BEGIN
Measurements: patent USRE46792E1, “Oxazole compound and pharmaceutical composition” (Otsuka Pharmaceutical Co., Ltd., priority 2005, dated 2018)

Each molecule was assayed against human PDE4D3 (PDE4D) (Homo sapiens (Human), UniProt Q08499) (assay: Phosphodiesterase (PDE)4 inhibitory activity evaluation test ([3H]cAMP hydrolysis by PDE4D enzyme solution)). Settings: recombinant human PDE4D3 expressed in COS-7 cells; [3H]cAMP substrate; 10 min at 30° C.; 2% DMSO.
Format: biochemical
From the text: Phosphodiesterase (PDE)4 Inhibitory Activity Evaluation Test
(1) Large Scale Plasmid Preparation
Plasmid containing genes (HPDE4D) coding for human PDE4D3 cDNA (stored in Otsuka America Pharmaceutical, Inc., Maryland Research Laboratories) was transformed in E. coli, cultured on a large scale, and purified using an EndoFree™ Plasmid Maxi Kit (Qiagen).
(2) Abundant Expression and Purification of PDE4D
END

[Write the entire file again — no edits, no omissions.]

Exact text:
Measurements: patent USRE46792E1, “Oxazole compound and pharmaceutical composition” (Otsuka Pharmaceutical Co., Ltd., priority 2005, dated 2018)

Each molecule was assayed against human PDE4D3 (PDE4D) (Homo sapiens (Human), UniProt Q08499) (assay: Phosphodiesterase (PDE)4 inhibitory activity evaluation test ([3H]cAMP hydrolysis by PDE4D enzyme solution)). Settings: recombinant human PDE4D3 expressed in COS-7 cells; [3H]cAMP substrate; 10 min at 30° C.; 2% DMSO.
Format: biochemical
From the text: Phosphodiesterase (PDE)4 Inhibitory Activity Evaluation Test
(1) Large Scale Plasmid Preparation
Plasmid containing genes (HPDE4D) coding for human PDE4D3 cDNA (stored in Otsuka America Pharmaceutical, Inc., Maryland Research Laboratories) was transformed in E. coli, cultured on a large scale, and purified using an EndoFree™ Plasmid Maxi Kit (Qiagen).
(2) Abundant Expression and Purification of PDE4D